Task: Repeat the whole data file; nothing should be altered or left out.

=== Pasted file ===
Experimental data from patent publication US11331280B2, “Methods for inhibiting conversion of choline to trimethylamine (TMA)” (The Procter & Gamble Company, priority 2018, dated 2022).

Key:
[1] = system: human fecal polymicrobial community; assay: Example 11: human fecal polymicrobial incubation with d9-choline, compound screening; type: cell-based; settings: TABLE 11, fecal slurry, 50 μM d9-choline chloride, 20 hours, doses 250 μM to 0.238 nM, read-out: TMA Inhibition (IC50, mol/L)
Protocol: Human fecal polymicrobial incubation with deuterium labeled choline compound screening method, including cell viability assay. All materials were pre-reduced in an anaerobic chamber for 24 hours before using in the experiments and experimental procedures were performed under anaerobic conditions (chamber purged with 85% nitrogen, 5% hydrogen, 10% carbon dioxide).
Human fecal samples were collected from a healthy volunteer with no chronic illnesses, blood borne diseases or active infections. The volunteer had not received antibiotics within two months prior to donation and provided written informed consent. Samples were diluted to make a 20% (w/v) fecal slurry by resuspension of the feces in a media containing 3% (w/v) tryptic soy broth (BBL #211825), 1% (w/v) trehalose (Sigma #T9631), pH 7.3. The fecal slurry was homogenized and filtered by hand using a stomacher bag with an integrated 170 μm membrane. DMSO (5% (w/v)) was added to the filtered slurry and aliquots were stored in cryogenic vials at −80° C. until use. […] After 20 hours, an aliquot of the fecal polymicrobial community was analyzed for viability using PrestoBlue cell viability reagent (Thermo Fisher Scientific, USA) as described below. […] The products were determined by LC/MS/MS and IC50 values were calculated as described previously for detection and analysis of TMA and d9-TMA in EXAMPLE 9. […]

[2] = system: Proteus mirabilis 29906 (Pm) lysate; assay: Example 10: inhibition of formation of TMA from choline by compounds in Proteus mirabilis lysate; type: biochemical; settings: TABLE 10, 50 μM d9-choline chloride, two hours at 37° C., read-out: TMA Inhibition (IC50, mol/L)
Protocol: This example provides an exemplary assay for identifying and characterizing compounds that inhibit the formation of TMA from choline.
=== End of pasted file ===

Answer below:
Experimental data from patent publication US11331280B2, “Methods for inhibiting conversion of choline to trimethylamine (TMA)” (The Procter & Gamble Company, priority 2018, dated 2022).

Key:
[1] = system: human fecal polymicrobial community; assay: Example 11: human fecal polymicrobial incubation with d9-choline, compound screening; type: cell-based; settings: TABLE 11, fecal slurry, 50 μM d9-choline chloride, 20 hours, doses 250 μM to 0.238 nM, read-out: TMA Inhibition (IC50, mol/L)
Protocol: Human fecal polymicrobial incubation with deuterium labeled choline compound screening method, including cell viability assay. All materials were pre-reduced in an anaerobic chamber for 24 hours before using in the experiments and experimental procedures were performed under anaerobic conditions (chamber purged with 85% nitrogen, 5% hydrogen, 10% carbon dioxide).
Human fecal samples were collected from a healthy volunteer with no chronic illnesses, blood borne diseases or active infections. The volunteer had not received antibiotics within two months prior to donation and provided written informed consent. Samples were diluted to make a 20% (w/v) fecal slurry by resuspension of the feces in a media containing 3% (w/v) tryptic soy broth (BBL #211825), 1% (w/v) trehalose (Sigma #T9631), pH 7.3. The fecal slurry was homogenized and filtered by hand using a stomacher bag with an integrated 170 μm membrane. DMSO (5% (w/v)) was added to the filtered slurry and aliquots were stored in cryogenic vials at −80° C. until use. […] After 20 hours, an aliquot of the fecal polymicrobial community was analyzed for viability using PrestoBlue cell viability reagent (Thermo Fisher Scientific, USA) as described below. […] The products were determined by LC/MS/MS and IC50 values were calculated as described previously for detection and analysis of TMA and d9-TMA in EXAMPLE 9. […]

[2] = system: Proteus mirabilis 29906 (Pm) lysate; assay: Example 10: inhibition of formation of TMA from choline by compounds in Proteus mirabilis lysate; type: biochemical; settings: TABLE 10, 50 μM d9-choline chloride, two hours at 37° C., read-out: TMA Inhibition (IC50, mol/L)
Protocol: This example provides an exemplary assay for identifying and characterizing compounds that inhibit the formation of TMA from choline.